On top of that, there is a dummy byte to be sent out when reading. Most SPI devices seem to have this; the Adesto SPI FLASH chips do also. Sending out this dummy byte returns a dummy byte of "something" and only subsequent reads deliver data.

OTOH I strongly suspect the 8us is BS in most applications, especially if running under an RTOS. The RAM data sheet does not give any info on how fast the refresh is actually performed (i.e. if you were to exceed the 8us, how long before the device catches up) but it would make sense for it to do it pretty fast. The evidence for this is that the CS=1 time is only 50ns min, so it is obviously a pretty quick operation.

I will put one on test when the PCB arrives and will test the margins, and report. It will be quite amusing if it cannot be actually broken, because of RTOS switching-out the task periodically :)
« Last Edit: May 27, 2022, 10:04:57 am by peter-h »
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Offline DavidAlfa

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It's a shame that it doesn't support transfer pause or current address read, that way you wouldn't need to issue the address+dummy bytes, just pause CS for 50ns and continue.
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Online peter-h

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The best way is clearly to lay out the whole lot in a buffer

[ command byte ][ 3 address bytes ][ data to write ]

or

[ command byte ][ 3 address bytes ][ dummy byte ][ space for data to read ]

and use DMA to zap the whole lot in one go.

This is the code I use to detect end of transfer

Code: [Select]

        while(true)
{

// Either method below worked fine

uint16_t temp1;
//uint32_t temp2;

temp1 = DMA1_Stream3->NDTR;
if ( temp1 == 0 ) break; // transfer count = 0

//temp2 = DMA1->LISR;
//if ( (temp2 & (1<<27)) !=0 ) break; // TCIF3

}

It won't be difficult to test whether exceeding the 8us is fine if you then wait "some time". From the hardware design POV it does not make sense that going to say 10us blocks the refresh completely.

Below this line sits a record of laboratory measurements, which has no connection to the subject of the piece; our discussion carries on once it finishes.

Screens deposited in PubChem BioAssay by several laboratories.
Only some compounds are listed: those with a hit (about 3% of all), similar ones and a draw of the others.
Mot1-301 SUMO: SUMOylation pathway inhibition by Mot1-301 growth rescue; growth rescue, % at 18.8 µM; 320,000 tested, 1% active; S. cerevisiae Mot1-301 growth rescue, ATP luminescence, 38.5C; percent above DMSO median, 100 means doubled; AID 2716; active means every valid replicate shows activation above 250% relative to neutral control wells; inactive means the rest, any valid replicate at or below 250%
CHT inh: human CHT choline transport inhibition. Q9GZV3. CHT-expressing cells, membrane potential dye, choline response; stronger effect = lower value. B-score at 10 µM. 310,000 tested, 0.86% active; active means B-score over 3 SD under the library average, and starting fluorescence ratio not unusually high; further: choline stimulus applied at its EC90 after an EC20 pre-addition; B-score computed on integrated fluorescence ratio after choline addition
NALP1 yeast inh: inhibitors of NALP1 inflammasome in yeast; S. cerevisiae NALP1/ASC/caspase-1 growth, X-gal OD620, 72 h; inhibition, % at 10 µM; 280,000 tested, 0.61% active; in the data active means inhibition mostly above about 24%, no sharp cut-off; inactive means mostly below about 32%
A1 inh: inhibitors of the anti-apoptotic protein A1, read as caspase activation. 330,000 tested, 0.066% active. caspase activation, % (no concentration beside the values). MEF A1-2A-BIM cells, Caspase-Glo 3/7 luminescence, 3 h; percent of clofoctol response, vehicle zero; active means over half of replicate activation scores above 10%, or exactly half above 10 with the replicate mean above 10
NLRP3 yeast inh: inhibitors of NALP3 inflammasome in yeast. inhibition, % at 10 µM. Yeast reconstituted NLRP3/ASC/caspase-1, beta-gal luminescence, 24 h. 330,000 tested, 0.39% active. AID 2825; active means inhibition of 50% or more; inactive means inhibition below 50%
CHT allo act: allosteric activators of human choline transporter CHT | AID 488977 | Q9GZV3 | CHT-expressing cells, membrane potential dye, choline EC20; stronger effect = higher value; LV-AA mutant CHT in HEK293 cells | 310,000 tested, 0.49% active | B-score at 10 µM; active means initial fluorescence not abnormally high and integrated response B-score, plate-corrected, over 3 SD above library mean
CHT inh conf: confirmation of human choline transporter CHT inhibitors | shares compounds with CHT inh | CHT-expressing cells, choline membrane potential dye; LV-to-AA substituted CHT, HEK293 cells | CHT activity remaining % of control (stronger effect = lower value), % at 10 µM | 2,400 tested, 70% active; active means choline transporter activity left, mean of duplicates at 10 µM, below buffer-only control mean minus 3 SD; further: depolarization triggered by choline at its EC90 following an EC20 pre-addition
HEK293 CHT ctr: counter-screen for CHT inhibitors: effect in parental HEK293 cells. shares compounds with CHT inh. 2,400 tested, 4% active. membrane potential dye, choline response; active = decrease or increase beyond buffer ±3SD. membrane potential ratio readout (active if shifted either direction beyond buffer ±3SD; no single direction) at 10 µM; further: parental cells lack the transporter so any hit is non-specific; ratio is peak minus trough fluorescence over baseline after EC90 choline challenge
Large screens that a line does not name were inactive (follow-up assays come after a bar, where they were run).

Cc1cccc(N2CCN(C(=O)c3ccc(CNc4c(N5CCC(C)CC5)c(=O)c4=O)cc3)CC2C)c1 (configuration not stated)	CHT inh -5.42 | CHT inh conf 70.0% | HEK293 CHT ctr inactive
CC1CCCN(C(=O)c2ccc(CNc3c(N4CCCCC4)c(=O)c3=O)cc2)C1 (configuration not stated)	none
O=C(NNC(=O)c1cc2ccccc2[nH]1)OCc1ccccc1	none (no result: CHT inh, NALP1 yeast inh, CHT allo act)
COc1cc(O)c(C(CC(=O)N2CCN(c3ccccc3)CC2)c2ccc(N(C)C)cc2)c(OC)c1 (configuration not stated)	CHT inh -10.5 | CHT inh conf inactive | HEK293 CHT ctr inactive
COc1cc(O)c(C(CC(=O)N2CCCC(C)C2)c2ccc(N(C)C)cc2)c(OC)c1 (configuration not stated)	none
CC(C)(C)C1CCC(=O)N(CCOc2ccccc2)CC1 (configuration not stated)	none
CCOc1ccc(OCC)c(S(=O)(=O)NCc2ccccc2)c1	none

« Last Edit: May 27, 2022, 10:14:21 am by peter-h »
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Offline woofy

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This is wild speculation, but:
Assuming 1024 refresh cycles are required to refresh the complete chip (based on the page size) and that it can refresh the chip in 51.2uS (1024*50nS).
Also assuming 8uS/50nS is for continuous operation, the max time allowed for a full refresh is 1024*8.05uS = 8.2mS.
So provided CE is high for 51.2uS every 8.2mS, you might be able to burst as much as required.

 

Online peter-h

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I agree with your drift, although how much evidence is that this chip has 1024 rows?

It might have 1024 columns, which is not applicable to the refresh argument because, traditionally, refresh is done via RAS.

It would then have 8192 rows, which AFAICT is a lot more common for modern DRAMs, and this also conveniently aligns with the 64ms refresh time for modern DRAMS. 8ms would be going back to the 1980s, almost...

The other Q is whether refresh always takes place by reading or writing the device. On DRAMs this was always the case. Then a transfer of 8192 bytes would do the job. In some applications this is how the device will be used.
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Offline woofy

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I agree with your drift, although how much evidence is that this chip has 1024 rows?

I based that on the need to slow to 84MHz when crossing a page boundary as I assume the extra time is needed for a column strobe.